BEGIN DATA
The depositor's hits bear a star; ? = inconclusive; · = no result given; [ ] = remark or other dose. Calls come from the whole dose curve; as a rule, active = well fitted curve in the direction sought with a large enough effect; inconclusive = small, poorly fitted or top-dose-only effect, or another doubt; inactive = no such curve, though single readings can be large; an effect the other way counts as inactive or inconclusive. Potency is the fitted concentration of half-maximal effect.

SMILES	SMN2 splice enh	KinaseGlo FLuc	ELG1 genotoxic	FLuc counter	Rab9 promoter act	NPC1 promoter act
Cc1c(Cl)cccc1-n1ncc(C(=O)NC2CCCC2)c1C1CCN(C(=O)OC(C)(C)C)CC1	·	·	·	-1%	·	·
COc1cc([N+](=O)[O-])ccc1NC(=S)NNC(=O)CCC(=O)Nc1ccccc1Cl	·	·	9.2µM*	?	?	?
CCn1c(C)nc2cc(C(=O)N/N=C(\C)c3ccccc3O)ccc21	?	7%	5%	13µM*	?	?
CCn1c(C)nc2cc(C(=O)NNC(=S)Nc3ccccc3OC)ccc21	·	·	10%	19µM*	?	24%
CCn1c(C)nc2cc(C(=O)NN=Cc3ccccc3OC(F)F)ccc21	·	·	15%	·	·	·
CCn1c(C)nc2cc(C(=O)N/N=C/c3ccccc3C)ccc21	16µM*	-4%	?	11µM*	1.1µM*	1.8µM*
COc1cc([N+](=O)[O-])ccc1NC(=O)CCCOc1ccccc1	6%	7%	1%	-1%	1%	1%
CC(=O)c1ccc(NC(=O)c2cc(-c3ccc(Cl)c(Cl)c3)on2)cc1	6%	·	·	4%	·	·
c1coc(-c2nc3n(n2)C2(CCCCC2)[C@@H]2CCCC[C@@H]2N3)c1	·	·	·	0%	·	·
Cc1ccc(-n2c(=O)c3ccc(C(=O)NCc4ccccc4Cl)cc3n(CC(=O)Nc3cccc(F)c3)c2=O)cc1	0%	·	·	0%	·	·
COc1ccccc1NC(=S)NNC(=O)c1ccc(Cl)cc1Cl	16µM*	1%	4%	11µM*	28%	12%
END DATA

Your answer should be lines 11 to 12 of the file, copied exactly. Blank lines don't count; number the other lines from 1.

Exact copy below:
c1coc(-c2nc3n(n2)C2(CCCCC2)[C@@H]2CCCC[C@@H]2N3)c1	·	·	·	0%	·	·
Cc1ccc(-n2c(=O)c3ccc(C(=O)NCc4ccccc4Cl)cc3n(CC(=O)Nc3cccc(F)c3)c2=O)cc1	0%	·	·	0%	·	·